Tips for making a posset
Using heavy cream is required as it needs the fat from the cream to interact with the sugar and citrus juice. Regular milk or a milk alternative just will not work.
Boiling the cream creates the reaction needed to reduce the amount of water in the cream so the posset gets thick, just make sure to watch your pot so it doesn’t boil over.
For the best results, you want the cream mixture to reduce to two cups, this means occasionally you need to pour out the cream into a measuring cup to see if it has reduced enough.
Even if you do not steep any flavors in the cream it is important to still strain the posset cream so the texture remains smooth
Try these other flavors in your posset
Remember, you need an acid from citrus to set the custard so lemon, orange, lime, and grapefruit are your flavors. If you like, add a secondary flavor from herbs or spices that you steep in the cream. A pretty garnish on top finishes off your posset.
- Orange juice steeped with a cinnamon stick
- Orange juice with vanilla beans
- Grapefruit juice stepped with star anise
- Lime juice stepped with mint
- Lemon juice stepped with lavender
- Lemon juice steeped with pomegranate seeds for a pretty pink dessert
- Replace the sugar with honey for a different sweetness
- The simple flavors of just the citrus are simply delicious by themselves
Lucky for us the posset evolved over time and has become a popular dessert in Britain. Hopefully, the U.S. will adopt this dessert into their menus, meanwhile, you can easily make it at home. After I made this rich, creamy custard it has become a go-to dessert in my house because it takes simple ingredients, it’s quick to cook and honestly, this custard is truly delicious.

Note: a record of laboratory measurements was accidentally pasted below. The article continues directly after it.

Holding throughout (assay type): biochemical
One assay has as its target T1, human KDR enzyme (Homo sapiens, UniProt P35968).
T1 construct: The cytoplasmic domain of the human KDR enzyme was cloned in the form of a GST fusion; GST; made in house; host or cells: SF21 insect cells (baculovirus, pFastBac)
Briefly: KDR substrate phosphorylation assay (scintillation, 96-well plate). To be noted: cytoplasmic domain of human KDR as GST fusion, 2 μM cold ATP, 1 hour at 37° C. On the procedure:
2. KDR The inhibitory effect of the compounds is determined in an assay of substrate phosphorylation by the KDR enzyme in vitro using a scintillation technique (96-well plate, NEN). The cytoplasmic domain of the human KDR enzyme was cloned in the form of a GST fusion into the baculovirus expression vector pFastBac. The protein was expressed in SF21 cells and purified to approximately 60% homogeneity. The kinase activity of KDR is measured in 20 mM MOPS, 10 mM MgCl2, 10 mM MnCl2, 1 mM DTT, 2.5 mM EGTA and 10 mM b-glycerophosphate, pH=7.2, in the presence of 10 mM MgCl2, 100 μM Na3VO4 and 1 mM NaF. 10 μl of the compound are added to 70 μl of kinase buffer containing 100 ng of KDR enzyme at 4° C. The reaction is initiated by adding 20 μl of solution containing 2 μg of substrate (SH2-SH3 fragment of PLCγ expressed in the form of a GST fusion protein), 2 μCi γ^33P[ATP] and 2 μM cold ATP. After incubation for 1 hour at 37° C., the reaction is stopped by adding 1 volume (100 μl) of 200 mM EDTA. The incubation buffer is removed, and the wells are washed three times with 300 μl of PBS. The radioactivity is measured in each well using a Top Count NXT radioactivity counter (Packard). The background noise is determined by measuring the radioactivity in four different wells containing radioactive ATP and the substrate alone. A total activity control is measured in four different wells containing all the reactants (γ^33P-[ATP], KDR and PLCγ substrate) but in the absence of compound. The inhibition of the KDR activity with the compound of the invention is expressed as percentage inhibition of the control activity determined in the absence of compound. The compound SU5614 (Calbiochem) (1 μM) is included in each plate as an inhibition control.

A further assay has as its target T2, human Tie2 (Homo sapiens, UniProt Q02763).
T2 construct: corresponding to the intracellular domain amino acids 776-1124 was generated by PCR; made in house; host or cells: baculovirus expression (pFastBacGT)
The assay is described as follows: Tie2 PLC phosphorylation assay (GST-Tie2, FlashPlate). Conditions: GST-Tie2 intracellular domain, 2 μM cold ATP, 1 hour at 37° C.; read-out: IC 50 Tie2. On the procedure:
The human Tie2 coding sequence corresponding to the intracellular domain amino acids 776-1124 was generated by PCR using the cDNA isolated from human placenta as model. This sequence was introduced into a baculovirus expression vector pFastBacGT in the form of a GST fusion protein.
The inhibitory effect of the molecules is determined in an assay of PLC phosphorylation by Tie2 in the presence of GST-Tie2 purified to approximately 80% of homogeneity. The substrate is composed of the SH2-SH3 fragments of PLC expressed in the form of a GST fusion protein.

Creamy One Hot Oven dessert to try
Easy Lemon & Ginger Posset Recipe
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- In a medium saucepan combine the cream, sugar and grated ginger.
- Bring mixture to a boil, stirring to dissolve the sugar. Continue boiling over medium heat until the mixture reduces to 2 cups. This will take about 10 minutes. Watch that the cream does not boil over. Pour the cream mixture into a 2-cup meauring cup to make sure it is at or close to 2 cups. If not, return the cream to the saucepan and continue boiling.
- When the mixture is reduced to two cups, remove the saucepan from the heat and pour into a bowl then stir the lemon juice into the cream mixture.
- Let the mixture cool for 15 minutes then strain the cream through a mesh strainer into a bowl or measuring cup.
- Pour the custard into 6 ramekins then refrigerate for two hours or until set.
- You can leave the posset as is or top with raspberries, lemon zest and candied ginger, or any toppings you prefer.
- Make sure to boil the cream mixture until it has reduced to approximately 2 cups.
- If you prefer the amount of ginger can be reduced or not used.
Thank you for stopping by the One Hot Oven blog. Please leave a comment to say Hello or just let me know what you are baking these days.
From learning to cook on a farm in Indiana to culinary school in California, my passion for food is never-ending. Turning on my oven to bake something for friends and family is my happy place, and I am glad to be here at One Hot Oven sharing both sweet and savory recipes with all my baking friends.
Have any questions or just want to chat about the recipe? Contact me here, and I’ll be happy to help!
Remember to always save room for dessert.
Blessings ~ Jere’